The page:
Hair Health News : Panthenol: The Truth About This Common Hair and Skin Care Ingredient

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July 3, 2012

Panthenol: The Truth About This Common Hair and Skin Care Ingredient

If you read the label on most any skin or hair care package, you’ll find panthenol listed there. The powerful ingredient is celebrated for moisturizing, thickening and boosting hair’s body quotient. What’s more, panthenol is so famous that Proctor & Gamble even built an entire line of products around it: Pantene Pro-V. But that hasn’t stopped this key ingredient from getting a bad rap for being a lab-based ingredient that can harm curly hair. What’s the truth? Here’s what CurlyNikki.com had to say about this popular pro-vitamin.

Panthenol’s Basic Chemistry

Panthenol is derived from vitamin B-5 and is what’s called a chiral molecule. This means that the molecular structure contains two different sides that are mirror images of each other instead of exact duplicates (kind of like your left and right hands). Panthenol’s two sides have different chemical and biological properties that are either magnified or minimized depending on the type of panthenol-containing product chemists plan to make.

Panthenol’s Properties

Panthenol is mostly used as a humectant, a substance that helps retain moisture, and is primarily used in skin and hair products. Panthenol’s molecular structure allows it to attract moisture from the atmosphere and bind to water molecules. The result? Panthenol helps moisturize hair and skin and stops both from getting dehydrated. In addition, because panthenol also spreads evenly on the surface of the hair strand, it forms a smooth film over hair cuticles that enhances light reflection and makes tresses look shinier and glossier. What’s more, the smooth film also gives hair strands “slip” to discourage nasty knots or tangles. (One big drawback, though, is ingredients that penetrate the hair shaft can sometimes make strands swell and frizz.)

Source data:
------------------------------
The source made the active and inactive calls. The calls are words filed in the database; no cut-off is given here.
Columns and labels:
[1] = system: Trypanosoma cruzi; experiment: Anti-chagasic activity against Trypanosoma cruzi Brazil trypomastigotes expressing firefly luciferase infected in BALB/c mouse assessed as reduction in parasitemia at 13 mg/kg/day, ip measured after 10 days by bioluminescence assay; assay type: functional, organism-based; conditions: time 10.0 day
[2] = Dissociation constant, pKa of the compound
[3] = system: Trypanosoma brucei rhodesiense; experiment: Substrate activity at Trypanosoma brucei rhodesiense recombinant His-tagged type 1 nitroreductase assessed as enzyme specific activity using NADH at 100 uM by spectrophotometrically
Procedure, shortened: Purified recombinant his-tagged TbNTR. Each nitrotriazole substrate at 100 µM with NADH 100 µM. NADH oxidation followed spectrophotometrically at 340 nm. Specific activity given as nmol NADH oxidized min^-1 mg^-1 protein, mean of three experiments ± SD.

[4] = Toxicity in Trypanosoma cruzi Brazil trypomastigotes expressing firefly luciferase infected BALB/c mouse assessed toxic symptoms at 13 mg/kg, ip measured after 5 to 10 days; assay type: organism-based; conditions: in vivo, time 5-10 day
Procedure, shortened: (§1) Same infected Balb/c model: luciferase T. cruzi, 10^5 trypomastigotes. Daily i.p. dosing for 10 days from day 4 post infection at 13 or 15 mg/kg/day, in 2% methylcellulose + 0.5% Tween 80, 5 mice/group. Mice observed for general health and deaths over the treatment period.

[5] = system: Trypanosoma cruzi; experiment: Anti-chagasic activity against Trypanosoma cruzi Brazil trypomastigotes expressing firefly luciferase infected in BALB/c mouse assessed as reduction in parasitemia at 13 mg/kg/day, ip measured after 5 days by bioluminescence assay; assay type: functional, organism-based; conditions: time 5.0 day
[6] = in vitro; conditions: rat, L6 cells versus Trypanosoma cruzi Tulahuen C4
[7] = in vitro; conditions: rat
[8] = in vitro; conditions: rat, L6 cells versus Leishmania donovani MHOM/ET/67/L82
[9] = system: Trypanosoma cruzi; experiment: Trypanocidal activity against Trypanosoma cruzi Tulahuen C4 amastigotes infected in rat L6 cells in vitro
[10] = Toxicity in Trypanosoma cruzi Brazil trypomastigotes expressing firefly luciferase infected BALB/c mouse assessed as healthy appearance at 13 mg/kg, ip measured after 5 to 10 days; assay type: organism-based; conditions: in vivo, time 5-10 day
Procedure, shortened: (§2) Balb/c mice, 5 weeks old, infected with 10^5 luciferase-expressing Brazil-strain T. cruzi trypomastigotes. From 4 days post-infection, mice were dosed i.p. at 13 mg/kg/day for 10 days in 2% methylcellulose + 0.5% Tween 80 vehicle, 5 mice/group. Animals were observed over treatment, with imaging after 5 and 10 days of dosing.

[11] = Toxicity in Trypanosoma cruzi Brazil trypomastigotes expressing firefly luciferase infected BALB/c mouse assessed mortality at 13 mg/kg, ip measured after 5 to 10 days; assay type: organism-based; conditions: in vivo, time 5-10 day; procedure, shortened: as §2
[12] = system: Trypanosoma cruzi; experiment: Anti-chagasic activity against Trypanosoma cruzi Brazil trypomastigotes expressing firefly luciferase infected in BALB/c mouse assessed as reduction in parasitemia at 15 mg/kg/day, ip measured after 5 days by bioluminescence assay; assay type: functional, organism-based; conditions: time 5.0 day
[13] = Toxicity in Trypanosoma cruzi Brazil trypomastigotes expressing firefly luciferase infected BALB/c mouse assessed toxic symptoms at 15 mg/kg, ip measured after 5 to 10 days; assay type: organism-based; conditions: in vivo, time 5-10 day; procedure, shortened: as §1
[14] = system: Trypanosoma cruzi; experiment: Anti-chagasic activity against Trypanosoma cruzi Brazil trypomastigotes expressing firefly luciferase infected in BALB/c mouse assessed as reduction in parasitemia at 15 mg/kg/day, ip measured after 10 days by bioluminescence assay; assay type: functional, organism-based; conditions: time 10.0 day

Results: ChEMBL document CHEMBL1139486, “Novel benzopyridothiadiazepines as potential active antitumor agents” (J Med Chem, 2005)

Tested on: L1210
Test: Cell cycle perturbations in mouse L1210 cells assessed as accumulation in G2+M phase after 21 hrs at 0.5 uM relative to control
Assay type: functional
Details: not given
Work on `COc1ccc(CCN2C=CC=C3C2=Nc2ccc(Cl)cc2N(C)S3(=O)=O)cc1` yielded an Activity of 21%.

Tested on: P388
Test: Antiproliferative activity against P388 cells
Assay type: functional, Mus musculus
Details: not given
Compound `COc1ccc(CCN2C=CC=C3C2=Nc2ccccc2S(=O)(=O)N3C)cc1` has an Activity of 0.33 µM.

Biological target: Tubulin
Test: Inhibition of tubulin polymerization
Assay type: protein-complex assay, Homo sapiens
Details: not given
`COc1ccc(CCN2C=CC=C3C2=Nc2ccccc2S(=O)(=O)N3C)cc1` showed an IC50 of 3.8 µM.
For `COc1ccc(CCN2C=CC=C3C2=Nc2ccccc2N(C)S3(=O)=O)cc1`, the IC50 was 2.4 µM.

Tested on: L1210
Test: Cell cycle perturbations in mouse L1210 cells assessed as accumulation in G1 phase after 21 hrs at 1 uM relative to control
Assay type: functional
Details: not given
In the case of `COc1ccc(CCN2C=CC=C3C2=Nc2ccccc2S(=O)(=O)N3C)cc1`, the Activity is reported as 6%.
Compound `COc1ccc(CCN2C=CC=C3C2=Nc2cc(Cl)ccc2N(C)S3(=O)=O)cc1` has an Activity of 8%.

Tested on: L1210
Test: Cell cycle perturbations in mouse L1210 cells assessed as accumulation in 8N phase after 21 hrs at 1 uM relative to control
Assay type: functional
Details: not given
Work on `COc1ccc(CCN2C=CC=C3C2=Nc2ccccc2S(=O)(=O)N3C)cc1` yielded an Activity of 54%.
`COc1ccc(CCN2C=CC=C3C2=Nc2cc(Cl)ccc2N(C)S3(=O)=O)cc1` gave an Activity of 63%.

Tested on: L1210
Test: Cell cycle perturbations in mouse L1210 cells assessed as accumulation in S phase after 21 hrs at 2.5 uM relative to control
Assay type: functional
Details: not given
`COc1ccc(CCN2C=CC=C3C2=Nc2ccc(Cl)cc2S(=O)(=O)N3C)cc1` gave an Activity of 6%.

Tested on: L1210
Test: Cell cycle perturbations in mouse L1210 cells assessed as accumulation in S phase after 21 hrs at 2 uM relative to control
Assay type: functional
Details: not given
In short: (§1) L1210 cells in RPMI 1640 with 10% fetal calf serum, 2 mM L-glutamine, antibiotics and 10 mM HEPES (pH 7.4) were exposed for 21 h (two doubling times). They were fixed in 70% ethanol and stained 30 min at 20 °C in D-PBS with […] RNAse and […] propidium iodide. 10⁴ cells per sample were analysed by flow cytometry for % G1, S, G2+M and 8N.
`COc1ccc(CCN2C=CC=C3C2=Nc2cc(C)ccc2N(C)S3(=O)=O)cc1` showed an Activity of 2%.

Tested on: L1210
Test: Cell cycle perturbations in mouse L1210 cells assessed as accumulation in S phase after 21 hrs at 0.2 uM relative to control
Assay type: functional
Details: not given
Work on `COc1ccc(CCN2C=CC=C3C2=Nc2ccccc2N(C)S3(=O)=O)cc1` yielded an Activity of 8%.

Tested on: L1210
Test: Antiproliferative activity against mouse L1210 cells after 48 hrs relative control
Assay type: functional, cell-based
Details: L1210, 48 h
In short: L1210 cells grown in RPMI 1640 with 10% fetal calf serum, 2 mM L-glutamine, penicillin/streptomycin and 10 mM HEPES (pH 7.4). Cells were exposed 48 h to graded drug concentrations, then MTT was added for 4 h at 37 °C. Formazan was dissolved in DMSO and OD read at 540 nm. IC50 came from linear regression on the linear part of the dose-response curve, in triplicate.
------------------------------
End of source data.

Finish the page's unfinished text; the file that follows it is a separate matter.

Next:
Panthenol Rumors

You may have heard that panthenol creates a waxy buildup on hair that requires multiple washes to dislodge. But no evidence supports this hearsay. Panthenol doesn’t have the same structure as waxy materials and doesn’t have a structure that would make it bind to hair strands. Also, it’s extremely water and alcohol soluble, which makes it super easy to wash out.

The Conclusion?

Go ahead and stock up! Panthenol is a natural material with plenty of benefits for your hair.

Looking for an all-natural way to thicken hair? Click here to learn how.

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